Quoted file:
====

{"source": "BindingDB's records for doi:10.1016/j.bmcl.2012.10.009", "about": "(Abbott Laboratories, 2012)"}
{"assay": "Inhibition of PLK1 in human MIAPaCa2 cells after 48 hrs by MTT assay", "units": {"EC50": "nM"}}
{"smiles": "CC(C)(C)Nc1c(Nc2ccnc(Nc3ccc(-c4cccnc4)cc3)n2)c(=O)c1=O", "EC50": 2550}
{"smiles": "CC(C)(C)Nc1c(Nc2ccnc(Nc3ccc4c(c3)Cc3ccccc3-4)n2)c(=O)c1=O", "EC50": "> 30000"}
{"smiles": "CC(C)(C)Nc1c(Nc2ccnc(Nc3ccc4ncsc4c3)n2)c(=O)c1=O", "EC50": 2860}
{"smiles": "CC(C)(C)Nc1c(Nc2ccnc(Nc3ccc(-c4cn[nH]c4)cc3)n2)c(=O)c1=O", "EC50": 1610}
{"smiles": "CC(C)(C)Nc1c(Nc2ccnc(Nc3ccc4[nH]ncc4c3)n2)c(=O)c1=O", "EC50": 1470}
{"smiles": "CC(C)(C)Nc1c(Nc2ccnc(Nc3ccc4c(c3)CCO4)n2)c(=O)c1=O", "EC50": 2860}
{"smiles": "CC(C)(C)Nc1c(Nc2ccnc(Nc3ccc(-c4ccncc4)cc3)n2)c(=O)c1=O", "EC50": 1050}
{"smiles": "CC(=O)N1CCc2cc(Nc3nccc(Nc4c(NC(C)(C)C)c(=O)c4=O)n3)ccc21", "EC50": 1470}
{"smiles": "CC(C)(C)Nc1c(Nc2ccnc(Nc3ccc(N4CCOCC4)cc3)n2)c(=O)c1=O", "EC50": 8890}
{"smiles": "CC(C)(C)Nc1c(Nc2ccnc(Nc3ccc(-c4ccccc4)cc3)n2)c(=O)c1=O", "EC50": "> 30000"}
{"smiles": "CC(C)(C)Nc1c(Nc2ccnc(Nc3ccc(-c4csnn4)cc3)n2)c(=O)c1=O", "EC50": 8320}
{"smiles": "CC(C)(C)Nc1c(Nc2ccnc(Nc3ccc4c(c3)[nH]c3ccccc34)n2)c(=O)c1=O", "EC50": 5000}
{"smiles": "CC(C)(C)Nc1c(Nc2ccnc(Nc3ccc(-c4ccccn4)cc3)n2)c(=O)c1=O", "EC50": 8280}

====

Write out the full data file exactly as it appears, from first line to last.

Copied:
{"source": "BindingDB's records for doi:10.1016/j.bmcl.2012.10.009", "about": "(Abbott Laboratories, 2012)"}
{"assay": "Inhibition of PLK1 in human MIAPaCa2 cells after 48 hrs by MTT assay", "units": {"EC50": "nM"}}
{"smiles": "CC(C)(C)Nc1c(Nc2ccnc(Nc3ccc(-c4cccnc4)cc3)n2)c(=O)c1=O", "EC50": 2550}
{"smiles": "CC(C)(C)Nc1c(Nc2ccnc(Nc3ccc4c(c3)Cc3ccccc3-4)n2)c(=O)c1=O", "EC50": "> 30000"}
{"smiles": "CC(C)(C)Nc1c(Nc2ccnc(Nc3ccc4ncsc4c3)n2)c(=O)c1=O", "EC50": 2860}
{"smiles": "CC(C)(C)Nc1c(Nc2ccnc(Nc3ccc(-c4cn[nH]c4)cc3)n2)c(=O)c1=O", "EC50": 1610}
{"smiles": "CC(C)(C)Nc1c(Nc2ccnc(Nc3ccc4[nH]ncc4c3)n2)c(=O)c1=O", "EC50": 1470}
{"smiles": "CC(C)(C)Nc1c(Nc2ccnc(Nc3ccc4c(c3)CCO4)n2)c(=O)c1=O", "EC50": 2860}
{"smiles": "CC(C)(C)Nc1c(Nc2ccnc(Nc3ccc(-c4ccncc4)cc3)n2)c(=O)c1=O", "EC50": 1050}
{"smiles": "CC(=O)N1CCc2cc(Nc3nccc(Nc4c(NC(C)(C)C)c(=O)c4=O)n3)ccc21", "EC50": 1470}
{"smiles": "CC(C)(C)Nc1c(Nc2ccnc(Nc3ccc(N4CCOCC4)cc3)n2)c(=O)c1=O", "EC50": 8890}
{"smiles": "CC(C)(C)Nc1c(Nc2ccnc(Nc3ccc(-c4ccccc4)cc3)n2)c(=O)c1=O", "EC50": "> 30000"}
{"smiles": "CC(C)(C)Nc1c(Nc2ccnc(Nc3ccc(-c4csnn4)cc3)n2)c(=O)c1=O", "EC50": 8320}
{"smiles": "CC(C)(C)Nc1c(Nc2ccnc(Nc3ccc4c(c3)[nH]c3ccccc34)n2)c(=O)c1=O", "EC50": 5000}
{"smiles": "CC(C)(C)Nc1c(Nc2ccnc(Nc3ccc(-c4ccccn4)cc3)n2)c(=O)c1=O", "EC50": 8280}